John Simm: Mad World

THERE are moments in life when you know you are very lucky to be in the right place at the right time.
Elling at The Bush Theatre in west London was one of those moments last night.
Downstairs, TV coverage of Liverpool’s penalty shoot-out victory over Chelsea, to reach the Champions’ League Final, gripped a packed bar.
Upstairs, drama of a different kind entranced a sold out fringe theatre of 80 ticket holders.
Some 85 per cent of the audience was female. Many, no doubt, were attracted by the presence of Life On Mars star John Simm.
I went expecting him to be brilliant, astonishing and totally different to his last TV character – Sam Tyler.
John was all three and much more as Elling, one half of an odd couple released from a Norwegian mental asylum.
Together with roomate Kjell Bjarne, played by former Teachers star Adrian Bower, they were placed in a state apartment in Oslo.

The outside world sent mummy’s boy Elling dizzy.
Simple things like a trip to the shops to buy food or answering the phone were not for him.
Dressed in his buttoned-up raincoat, Simm reminded me in his look of Belgian comic book reporter Tintin in this illustration.
Both fussy Elling and his orang-utan friend Kjell faced returning to the asylum for the rest of their lives, unless they could re-integrate back into society.
Their journey of discovery, via pork with gravy, Gloria Gaynor and packets of sauerkraut, is both charming and touching.
Even in half shadow when the action is elsewhere on the small floor space, Simm acts with intense precision. He simply is Elling.
At over two hours, and with a front row so close they have to pull their legs in so the actors don’t trip over them, the concentration required must be immense.
There was, perhaps, a trace of that when Simm took two curtain calls with the rest of the excellent cast, including gentle giant Bowers.
Just for a moment, with his work done, he looked flushed and almost shy of the loud applause.
And there wasn’t much rest for the Lancashire-raised actor.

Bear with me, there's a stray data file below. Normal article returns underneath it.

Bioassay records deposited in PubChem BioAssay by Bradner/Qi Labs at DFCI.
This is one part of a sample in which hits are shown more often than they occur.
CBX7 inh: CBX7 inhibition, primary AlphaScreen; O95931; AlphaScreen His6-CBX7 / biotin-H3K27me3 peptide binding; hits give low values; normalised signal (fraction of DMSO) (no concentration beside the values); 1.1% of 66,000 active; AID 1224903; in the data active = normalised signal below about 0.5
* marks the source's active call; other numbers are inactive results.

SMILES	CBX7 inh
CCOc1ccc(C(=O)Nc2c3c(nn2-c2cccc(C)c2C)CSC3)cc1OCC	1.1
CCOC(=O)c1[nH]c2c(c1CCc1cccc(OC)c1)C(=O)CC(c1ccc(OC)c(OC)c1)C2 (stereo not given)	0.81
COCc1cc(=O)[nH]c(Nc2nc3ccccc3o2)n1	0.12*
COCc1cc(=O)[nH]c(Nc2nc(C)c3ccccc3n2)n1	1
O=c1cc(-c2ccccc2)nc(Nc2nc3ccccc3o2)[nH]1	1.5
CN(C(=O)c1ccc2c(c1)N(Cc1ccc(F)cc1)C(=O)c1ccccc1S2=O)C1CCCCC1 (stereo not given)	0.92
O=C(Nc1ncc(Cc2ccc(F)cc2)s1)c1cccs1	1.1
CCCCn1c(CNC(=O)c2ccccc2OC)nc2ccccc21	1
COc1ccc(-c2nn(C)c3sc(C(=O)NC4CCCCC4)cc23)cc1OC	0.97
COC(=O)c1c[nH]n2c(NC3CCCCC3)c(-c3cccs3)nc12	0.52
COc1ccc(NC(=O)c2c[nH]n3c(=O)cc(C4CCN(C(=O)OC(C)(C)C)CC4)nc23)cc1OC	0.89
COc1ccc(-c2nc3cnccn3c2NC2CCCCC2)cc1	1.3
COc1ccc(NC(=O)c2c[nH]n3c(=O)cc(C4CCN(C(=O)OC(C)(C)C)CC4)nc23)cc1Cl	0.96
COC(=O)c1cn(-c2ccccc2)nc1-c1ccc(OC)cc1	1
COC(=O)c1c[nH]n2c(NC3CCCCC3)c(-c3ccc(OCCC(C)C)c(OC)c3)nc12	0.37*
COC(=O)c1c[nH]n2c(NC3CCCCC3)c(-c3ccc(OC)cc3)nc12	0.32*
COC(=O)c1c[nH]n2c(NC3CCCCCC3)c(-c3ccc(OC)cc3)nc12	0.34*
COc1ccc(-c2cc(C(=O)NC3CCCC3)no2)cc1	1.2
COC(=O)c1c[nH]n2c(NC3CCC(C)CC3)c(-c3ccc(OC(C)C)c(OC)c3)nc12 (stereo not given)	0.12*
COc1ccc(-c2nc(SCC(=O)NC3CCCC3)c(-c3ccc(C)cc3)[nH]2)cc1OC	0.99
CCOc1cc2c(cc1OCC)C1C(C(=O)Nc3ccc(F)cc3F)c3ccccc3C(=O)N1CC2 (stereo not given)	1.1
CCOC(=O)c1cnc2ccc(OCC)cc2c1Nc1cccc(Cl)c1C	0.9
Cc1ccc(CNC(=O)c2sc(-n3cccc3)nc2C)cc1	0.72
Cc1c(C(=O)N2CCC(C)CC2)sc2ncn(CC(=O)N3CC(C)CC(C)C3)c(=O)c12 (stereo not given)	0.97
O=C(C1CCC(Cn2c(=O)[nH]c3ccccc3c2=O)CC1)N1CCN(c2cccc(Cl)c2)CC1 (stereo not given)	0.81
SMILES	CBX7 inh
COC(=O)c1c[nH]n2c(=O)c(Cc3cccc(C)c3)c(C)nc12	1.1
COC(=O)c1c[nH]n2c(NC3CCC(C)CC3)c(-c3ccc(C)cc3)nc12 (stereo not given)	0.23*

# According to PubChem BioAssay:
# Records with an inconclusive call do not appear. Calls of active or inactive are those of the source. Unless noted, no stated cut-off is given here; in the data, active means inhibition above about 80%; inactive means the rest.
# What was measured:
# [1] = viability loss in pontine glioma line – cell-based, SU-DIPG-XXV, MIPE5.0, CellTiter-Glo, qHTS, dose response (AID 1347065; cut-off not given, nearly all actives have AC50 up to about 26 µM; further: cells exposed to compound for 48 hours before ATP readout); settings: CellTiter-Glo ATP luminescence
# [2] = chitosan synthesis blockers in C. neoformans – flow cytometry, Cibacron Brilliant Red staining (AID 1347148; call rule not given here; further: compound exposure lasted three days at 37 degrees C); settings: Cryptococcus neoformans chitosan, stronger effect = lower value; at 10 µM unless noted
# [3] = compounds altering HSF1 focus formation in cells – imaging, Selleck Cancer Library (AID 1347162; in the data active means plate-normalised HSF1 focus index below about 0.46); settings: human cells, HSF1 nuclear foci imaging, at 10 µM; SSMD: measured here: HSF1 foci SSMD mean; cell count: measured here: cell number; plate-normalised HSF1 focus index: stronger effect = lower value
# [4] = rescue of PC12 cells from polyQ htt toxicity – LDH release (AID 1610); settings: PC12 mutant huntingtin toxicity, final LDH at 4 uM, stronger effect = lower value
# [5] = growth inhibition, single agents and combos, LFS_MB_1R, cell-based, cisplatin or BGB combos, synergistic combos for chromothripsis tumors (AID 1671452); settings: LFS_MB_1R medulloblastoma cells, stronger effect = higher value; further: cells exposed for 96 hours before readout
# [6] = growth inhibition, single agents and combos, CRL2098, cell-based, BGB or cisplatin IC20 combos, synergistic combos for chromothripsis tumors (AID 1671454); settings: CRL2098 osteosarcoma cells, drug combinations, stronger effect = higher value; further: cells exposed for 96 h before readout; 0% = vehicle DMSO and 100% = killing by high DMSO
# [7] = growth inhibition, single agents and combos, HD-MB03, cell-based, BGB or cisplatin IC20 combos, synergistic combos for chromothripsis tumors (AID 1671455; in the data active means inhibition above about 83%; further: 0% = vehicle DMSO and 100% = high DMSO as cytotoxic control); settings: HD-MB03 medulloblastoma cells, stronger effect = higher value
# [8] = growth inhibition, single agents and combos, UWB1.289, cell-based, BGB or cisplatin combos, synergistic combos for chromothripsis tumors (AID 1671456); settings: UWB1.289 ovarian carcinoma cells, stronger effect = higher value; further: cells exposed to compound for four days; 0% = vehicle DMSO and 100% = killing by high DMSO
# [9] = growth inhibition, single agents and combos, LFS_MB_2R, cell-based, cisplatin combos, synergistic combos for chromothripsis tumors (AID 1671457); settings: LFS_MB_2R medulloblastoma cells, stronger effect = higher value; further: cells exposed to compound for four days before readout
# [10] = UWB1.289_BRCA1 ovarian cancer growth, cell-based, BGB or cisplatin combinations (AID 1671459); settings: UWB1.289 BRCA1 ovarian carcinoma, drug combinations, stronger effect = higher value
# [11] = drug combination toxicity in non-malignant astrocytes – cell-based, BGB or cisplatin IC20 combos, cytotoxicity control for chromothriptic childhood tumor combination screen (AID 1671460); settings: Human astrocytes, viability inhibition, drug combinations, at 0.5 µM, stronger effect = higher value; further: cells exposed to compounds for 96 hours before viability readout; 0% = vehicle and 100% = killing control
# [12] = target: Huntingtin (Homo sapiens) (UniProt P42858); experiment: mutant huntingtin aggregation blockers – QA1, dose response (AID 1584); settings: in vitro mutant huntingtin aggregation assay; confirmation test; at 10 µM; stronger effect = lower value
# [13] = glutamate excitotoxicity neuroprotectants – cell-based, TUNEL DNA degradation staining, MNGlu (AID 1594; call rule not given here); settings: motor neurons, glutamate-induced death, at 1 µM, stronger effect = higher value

This morning at 9am he appeared as a guest on Radio 4’s Midweek programme.
Asked about Elling, he said: “It’s quite unnerving. The last time I was on stage was about 12 years ago.
“It was at The Bush, so it was kind of a comfort zone. There was no pressure then.
“I’ve become well-known since then, and it sold out very quickly, so I started to panic a little bit.
“And at The Bush it’s very small, so the audience are kind of in the play. They’re very, very near.”
He added: “It’s a charming play. It doesn’t take the mickey out of them, it’s not over-sentimental. It’s neither of those things.
“It’s just really charming and you laugh with them.”
He also agreed Elling was a change from his usual roles.
“It’s good to play somebody that’s fairly sweet.”
The first play I saw at The Bush Theatre was Hard Feelings in 1983.
Set against the backdrop of the Brixton riots in April 1981, it featured a young Frances Barber as Viv.
Ian Reddington – currently starring as Vernon Tomlin in Coronation Street – played Rusty.
The production was later recorded for TV and screened in 1984 in BBC1’s Play For Today series – I still have the video.
Elling, originally a novel and then an Oscar-nominated film, is right up there with the best in the long history of The Bush Theatre.
As John said, its entire run was sold out before the opening night and tickets were soon snapped up for a week-long extension to June 2.
Fans lined the corridor by the exit to the theatre last night waiting for Simm to leave, having seen something very special.
Some may have been there after dicovering him through Sam Tyler.
Now, somehow, I suspect sales of sauerkraut may be about to soar.
The Bush Theatre
First Night Photos
BBC Radio 4 Midweek
The Railway Arms
Elling Reviews:
The Guardian
Daily Telegraph
The Times
Evening Standard